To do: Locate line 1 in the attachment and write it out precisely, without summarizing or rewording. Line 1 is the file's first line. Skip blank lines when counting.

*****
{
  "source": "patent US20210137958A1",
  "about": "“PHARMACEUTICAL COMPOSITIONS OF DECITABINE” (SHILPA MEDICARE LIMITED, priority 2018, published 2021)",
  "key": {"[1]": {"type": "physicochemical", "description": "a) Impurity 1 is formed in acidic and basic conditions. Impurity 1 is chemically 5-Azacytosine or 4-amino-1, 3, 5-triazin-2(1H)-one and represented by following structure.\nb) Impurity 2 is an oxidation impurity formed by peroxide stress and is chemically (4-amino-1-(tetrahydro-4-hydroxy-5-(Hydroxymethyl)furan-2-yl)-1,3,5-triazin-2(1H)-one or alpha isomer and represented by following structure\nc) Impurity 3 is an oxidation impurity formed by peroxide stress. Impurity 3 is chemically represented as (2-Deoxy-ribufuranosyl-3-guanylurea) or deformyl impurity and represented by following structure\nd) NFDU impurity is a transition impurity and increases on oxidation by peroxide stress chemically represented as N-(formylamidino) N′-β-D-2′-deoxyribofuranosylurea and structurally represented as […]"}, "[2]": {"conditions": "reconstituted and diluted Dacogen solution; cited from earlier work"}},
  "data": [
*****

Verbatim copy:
{